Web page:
I swallow back the realization—this man just saved me, and I look back to the man breathing heavily. The only reason he is upright is the wall supporting him from behind. The hand once holding the gun, covers his wound, liquid crimson steadily trickling between the crevices of each clenched and blanched finger. He coughs, blood spilling over his chin. He manages to tilt his head up, so that his dimming yet still severe gaze meets the Secretary’s own.

“One of many,” he burbles out, emphasizing each word. Blood sticks to his teeth. Out of the corner of his eye, his penetrating look finds me before his muscles slack and he loses consciousness.

Nobody moves in the darkness of the room. We listen to each other’s breaths, they slow, they calm. Only when I’m satisfied with the placidity of the people around me do I slide forward, crawling towards the bleeding out man.

“Garrett, get away from him,” Addison croaks out in protest. Of course, I ignore her.

I don’t know why I check, because I’m not surprised when I see it. On Barnabas’ wrist, there’s a four-digit tattoo. He’s a Corpse. I close my eyes against the revelation, the wave of uncertainty. This isn’t the first time that a Corpse has tried to kill me. This isn’t the first that they’ve showed up in the most unexpected places. But they’re leading the attack on Project Eden which means…

I push myself to my feet, staggering, wincing as my throbbing head protests against the sudden and overwhelming use of energy. “You’re not working with them,” I grunt out, incredulity sharp against my lips.

The Secretary continues to stand, unmoving. The gun hangs limply at his side. His head jerks in my direction, but his eyes still cast a dark, wary look at the collapsed man before him. He doesn’t answer, as if it’s not as obvious as it is to me. Maybe it isn’t.

“The Corpses,” I clarify. Without looking, I point to the unconscious man behind me.

A spark of recognition hits Paracot’s eyes, and finally looks up to face me, “No.”

His confirmation hits me hard— that means there’s two groups trying to kill me. A pained, brief thought makes me wonder what Lucy would think of this.

“Garrett, are you saying that VitCorp ordered this attack?” Addison asks, hesitant to believe.

“That, or it was unofficially lead by the Corpses,” I shrug. Technicalities aside, Corpses are attacking Project Eden. And they want me dead.

“We need to move,” the Secretary states with a cold urgency, sliding his gun back into the waistband of his pants.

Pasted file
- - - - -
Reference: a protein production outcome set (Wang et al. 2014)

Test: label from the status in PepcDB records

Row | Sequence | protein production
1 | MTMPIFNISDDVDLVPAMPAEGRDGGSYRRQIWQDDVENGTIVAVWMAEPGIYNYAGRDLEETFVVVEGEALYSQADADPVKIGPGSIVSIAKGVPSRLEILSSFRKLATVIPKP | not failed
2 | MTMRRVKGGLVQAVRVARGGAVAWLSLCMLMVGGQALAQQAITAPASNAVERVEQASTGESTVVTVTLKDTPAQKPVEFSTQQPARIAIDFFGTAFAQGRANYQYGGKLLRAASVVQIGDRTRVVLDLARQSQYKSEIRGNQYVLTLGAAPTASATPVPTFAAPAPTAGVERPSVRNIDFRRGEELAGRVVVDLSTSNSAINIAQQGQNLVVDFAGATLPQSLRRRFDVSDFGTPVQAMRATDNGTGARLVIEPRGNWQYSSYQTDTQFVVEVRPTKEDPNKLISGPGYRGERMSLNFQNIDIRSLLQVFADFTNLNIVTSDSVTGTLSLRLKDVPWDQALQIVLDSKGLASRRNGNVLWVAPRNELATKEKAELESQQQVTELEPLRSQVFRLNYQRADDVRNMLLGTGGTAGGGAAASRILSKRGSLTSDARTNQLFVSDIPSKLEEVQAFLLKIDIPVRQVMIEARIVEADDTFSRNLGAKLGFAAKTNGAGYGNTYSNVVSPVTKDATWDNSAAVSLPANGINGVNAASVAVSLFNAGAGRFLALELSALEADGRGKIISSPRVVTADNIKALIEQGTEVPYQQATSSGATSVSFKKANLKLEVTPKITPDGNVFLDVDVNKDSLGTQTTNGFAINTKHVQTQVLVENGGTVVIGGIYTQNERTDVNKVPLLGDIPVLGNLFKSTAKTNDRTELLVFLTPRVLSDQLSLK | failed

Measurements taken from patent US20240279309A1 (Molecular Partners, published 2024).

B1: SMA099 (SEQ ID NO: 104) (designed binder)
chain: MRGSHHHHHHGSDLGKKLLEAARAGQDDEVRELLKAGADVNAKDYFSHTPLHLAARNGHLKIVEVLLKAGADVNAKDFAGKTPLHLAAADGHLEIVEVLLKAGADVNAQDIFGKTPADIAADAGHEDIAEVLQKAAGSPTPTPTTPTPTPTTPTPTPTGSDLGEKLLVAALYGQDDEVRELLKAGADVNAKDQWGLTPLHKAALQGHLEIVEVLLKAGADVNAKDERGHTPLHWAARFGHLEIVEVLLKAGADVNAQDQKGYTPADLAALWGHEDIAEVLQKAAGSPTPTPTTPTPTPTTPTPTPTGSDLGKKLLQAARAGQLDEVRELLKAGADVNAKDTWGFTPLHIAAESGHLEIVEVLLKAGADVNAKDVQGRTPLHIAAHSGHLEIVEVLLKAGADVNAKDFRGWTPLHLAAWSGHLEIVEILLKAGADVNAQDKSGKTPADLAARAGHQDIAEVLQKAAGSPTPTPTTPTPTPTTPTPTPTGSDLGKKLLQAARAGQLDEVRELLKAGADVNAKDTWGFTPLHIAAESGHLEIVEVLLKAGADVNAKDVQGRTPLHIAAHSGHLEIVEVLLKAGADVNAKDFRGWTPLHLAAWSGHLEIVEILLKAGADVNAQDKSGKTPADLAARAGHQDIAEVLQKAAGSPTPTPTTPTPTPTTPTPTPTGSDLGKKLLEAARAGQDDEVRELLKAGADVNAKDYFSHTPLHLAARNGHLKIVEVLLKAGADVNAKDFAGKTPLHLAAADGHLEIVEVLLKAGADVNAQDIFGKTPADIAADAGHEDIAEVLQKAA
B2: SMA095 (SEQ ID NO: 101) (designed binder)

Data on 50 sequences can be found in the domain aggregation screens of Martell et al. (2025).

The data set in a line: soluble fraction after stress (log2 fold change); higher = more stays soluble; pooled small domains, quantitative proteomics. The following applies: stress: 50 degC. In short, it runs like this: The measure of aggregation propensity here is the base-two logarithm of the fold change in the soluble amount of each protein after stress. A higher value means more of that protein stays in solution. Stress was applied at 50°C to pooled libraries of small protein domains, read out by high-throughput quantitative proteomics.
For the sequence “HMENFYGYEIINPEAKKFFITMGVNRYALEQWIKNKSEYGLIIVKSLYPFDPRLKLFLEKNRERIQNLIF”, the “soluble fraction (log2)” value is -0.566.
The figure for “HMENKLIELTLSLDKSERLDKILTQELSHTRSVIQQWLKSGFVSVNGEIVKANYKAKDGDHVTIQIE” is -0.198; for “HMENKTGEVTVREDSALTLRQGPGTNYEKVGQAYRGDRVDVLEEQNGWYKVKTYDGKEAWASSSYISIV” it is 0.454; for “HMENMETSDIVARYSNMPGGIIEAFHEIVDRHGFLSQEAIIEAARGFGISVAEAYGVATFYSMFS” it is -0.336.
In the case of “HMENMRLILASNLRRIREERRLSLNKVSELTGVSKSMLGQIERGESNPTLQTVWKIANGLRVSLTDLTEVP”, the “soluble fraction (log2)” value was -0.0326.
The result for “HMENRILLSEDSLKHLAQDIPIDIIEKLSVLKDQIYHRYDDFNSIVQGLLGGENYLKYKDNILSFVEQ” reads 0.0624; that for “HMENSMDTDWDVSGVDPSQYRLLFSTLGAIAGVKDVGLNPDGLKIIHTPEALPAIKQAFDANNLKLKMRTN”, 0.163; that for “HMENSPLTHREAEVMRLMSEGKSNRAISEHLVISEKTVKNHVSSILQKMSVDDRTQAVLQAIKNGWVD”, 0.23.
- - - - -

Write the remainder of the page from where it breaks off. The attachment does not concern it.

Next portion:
“How?” Addison questions quietly, “We’re trapped.”

“And we’re going to remain trapped unless we free ourselves,” he retorts with a sly smile. He crosses the room towards the Corpse and grabs the gun from the floor.

“I’m not sure it’s a good idea to leave the room,” Addison persists, warily glancing back at the door as if it would burst open at any moment.

“You’re right,” The Secretary concedes, eventually focusing on her, “Which is why you’re staying here.”

“What?” Addison startles, breath sputtering from her mouth, “Why?” Her eyes lock onto Barnabas.

“Someone has to make sure he doesn’t alert his friends,” He explains, nonchalant. “I left my communicator in my office. I need to confirm Benjamin and his team are aware of the situation.”

My fingers come up to my face to touch a phantom ache of an old wound; Benjamin’s hard punch to my jaw once I found out what he and his team had planned for Lucy. I push those thoughts away, wincing.

Arthur Paracot stares at me with mild curiosity. I blink away the haze of weakness and tortured memories. I stare back, bracing myself for a choice I know I’m going to have to make.

“I’ll need you to come with me,” he says, eyes glinting with the knowledge of my conflict. “They’re after you, and you aren’t safe here.” He holds out the Corpse’s gun, offering me the weapon.

I stare down at it, swallowing the taste of blood. I know what he’s asking, what words are left unsaid but are all that I hear. The idea of siding with this man, urges acidic bile into my throat, sentencing me to a bout of vertigo. Arthur Paracot has tortured hundreds of people, mocked their pain and helplessness. He deceived me in the worst possible way. He killed Lucy right before my eyes. This man is evil, and there is nothing more I want than to see him fall.

Arthur Paracot wants me dead, a complete contradiction to the most primal instinct to survive.

But VitCorp also wants me dead. They’ve shot me, they tried to take me away from my freedom, as illegitimate as it was. And now, they’re inside Project Eden, with guns, hurting the people I care about. I wonder why they’re doing this, why they’re shooting random people if just to get to me. It makes me sick.

I realize I have no choice at all.

I grab the gun from his open hand, a handshake of our temporary truce. I dare to meet his gaze, pulling away from the gravitational lure of the weapon.

He gives me a knowing smile, “I trust you’re not going to shoot me, right, Garrett?”

“Don’t tempt me,” I growl out, pulling the gun closer to my chest, gripping it tight.

Paracot gives me a faint nod, the smile never leaving his eyes. He leads the way, to the door, unfastening the lock with a firm flick of his finger.

Addison lingers by the door, “I still don’t think it’s—“

“Addison,” The Secretary addresses calmly, looking her in the eye, “Don’t let him take advantage of you.”

I see her nod once, shakily, masking her fear with subtle resignation before Paracot silently pulls open the door, and the two of us step into the depths of night.


About the author


Massive Nerd. Pursuing my MFA in Screenwriting!

IG and Twitter: livjoanarc